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it took you approximately seven minutes to get to this, which is seven minutes more than i thought it would. and when you say bloomberg, i think it was actually you. if i could have caught you directly, it would have been other than smiley face. you and i have talked about this before. consolidation is one path to work for this company. i'm not going to comment on any individual talks that may or may not go on, but with the growth we've got and options we have, consolidation is one option and our shareholders and owners would consider any opportunity. i'm not privy to what you learned there and the individual speculation about me is you know my own opinion of myself. it would be easy for me to comment on that. >> i should give credit to our deal team. i simply tweeted it. i will say, how do you think i will say, how do you think from a competition perspective
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that the industry has changed since at&t tried to buy t-mobile? you are making t-mobile stronger and is that sort of undermine the argument that at&t and verizon are unstoppable duopolists? >> there's a few things. what we are seeing right now that is fun and i'm having a ball with it is a glimpse of competition. the big guys are nervous and trying to figure out what to do. consumers are celebrating the ability to pit people against each other. that is competition. it's great for america and great for the industry and in order to keep that competition, which is a big goal of the chairman of the fcc, a lot of things have to happen. you have to make sure the duopolists don't get far ahead and use their economic prowess. consolidation is thought of one way of scale. when the at&t possibility -- that was a different game.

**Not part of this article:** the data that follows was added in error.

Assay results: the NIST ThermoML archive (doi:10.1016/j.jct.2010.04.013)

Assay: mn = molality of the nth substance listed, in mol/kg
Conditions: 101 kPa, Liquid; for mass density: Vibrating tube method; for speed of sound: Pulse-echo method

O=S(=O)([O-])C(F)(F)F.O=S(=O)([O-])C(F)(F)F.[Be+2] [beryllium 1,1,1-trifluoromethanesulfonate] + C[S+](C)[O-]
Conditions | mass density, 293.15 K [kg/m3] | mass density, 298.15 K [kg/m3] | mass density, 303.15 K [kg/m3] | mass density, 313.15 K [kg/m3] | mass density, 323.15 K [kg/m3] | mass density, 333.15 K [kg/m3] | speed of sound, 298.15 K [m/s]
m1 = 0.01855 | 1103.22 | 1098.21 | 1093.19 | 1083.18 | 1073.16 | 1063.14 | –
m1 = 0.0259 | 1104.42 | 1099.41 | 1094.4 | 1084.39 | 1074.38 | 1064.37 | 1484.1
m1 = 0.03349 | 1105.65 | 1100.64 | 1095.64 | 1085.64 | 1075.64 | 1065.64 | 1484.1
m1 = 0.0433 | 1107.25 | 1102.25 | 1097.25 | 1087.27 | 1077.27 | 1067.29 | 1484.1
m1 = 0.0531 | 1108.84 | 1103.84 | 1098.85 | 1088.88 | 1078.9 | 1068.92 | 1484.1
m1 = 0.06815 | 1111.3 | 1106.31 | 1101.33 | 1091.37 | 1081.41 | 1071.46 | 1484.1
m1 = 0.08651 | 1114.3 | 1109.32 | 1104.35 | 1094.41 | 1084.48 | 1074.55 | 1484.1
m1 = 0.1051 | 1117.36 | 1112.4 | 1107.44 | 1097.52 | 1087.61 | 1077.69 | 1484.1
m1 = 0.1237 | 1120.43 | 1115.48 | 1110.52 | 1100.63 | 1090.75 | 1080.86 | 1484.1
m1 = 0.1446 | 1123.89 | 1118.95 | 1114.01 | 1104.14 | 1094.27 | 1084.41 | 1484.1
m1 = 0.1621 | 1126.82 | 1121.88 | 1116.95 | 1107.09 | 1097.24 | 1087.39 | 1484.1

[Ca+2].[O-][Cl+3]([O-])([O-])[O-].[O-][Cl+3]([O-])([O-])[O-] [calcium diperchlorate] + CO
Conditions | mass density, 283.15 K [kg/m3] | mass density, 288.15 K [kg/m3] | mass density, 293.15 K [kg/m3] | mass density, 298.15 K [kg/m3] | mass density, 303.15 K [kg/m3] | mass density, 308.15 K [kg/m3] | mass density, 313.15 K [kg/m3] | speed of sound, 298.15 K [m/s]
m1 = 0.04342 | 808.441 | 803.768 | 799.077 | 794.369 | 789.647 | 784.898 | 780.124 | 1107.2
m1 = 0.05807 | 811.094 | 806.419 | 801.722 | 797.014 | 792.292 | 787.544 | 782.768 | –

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people were looking at consolidations to aggregate spectrum. right now, t-mobile is a thriving, fun entity with a great path forward. when people look at t-mobile, it's about how to take this maverick approach, take this on carrier revolution and keep it going full out one way you do that is scale and spectrum and this is just one possible theoretical way forward. it is a very different time and different environment. >> you had some hashtags that were things you said about sprint. what were you doing? >> the things i would do differently at any of these kind and eases run them. focus on consumers and stop all the idiocy of looking at each other and just focus in a very humble way on serving customers
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and solving their needs. kidding aside, what you did there, social media is nothing more than another way of touching individual customers and listening to them. the difference with me as i listen to them and i walk in and use that as the strategic input into how i run my company. it's not mckenzie, it's not pain, it's individual customers on twitter telling me what's new, creating the next phase of the on carrier and i would do that in any of these big companies. frankly, i just don't know if those companies are ready to change. whether it is sprint, at&t or any company, this is what we do full it's not just me, it's all the employees and all my management team. and we are having a ball doing it. >> john legere, outspoken as always. facebook is paying $2 billion for the virtual reality company